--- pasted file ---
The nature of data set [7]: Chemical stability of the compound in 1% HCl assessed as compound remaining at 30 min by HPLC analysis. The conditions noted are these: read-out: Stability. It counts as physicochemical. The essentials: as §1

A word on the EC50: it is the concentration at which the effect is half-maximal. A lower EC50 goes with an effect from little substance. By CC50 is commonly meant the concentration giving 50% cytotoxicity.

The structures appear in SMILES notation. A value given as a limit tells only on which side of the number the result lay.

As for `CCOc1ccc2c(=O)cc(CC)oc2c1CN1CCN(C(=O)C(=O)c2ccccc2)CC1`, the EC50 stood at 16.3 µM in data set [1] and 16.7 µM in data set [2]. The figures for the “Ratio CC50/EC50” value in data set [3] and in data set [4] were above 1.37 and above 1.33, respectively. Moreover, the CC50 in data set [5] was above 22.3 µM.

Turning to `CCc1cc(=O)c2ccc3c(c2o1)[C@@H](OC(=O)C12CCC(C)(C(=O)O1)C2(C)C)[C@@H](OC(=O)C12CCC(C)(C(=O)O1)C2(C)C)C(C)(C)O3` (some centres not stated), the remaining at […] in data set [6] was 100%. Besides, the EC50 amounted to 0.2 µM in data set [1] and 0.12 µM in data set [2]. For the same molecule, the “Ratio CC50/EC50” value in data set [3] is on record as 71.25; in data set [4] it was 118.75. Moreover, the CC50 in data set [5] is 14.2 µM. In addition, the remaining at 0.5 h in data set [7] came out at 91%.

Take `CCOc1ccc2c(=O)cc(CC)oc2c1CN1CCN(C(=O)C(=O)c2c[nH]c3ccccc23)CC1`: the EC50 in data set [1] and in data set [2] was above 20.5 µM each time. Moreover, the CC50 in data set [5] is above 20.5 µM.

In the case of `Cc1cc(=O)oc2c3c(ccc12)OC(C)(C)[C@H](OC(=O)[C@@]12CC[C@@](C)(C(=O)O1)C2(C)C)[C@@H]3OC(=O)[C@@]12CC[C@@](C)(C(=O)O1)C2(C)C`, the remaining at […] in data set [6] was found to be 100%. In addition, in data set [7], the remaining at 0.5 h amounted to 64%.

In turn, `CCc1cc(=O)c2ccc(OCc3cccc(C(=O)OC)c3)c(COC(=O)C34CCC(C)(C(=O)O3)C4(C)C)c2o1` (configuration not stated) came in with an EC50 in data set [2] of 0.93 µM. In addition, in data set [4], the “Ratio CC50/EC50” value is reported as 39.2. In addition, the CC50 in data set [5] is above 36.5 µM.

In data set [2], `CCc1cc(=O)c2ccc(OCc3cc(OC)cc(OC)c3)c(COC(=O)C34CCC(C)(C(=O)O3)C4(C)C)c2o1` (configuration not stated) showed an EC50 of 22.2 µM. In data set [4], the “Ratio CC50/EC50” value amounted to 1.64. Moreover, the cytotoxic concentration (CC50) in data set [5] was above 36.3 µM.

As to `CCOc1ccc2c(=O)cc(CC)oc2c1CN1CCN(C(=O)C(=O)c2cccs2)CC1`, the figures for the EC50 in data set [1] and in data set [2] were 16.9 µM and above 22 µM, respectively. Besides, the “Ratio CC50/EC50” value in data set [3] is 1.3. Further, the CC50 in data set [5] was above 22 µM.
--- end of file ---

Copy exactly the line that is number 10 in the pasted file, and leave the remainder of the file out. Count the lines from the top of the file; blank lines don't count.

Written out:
As to `CCOc1ccc2c(=O)cc(CC)oc2c1CN1CCN(C(=O)C(=O)c2cccs2)CC1`, the figures for the EC50 in data set [1] and in data set [2] were 16.9 µM and above 22 µM, respectively. Besides, the “Ratio CC50/EC50” value in data set [3] is 1.3. Further, the CC50 in data set [5] was above 22 µM.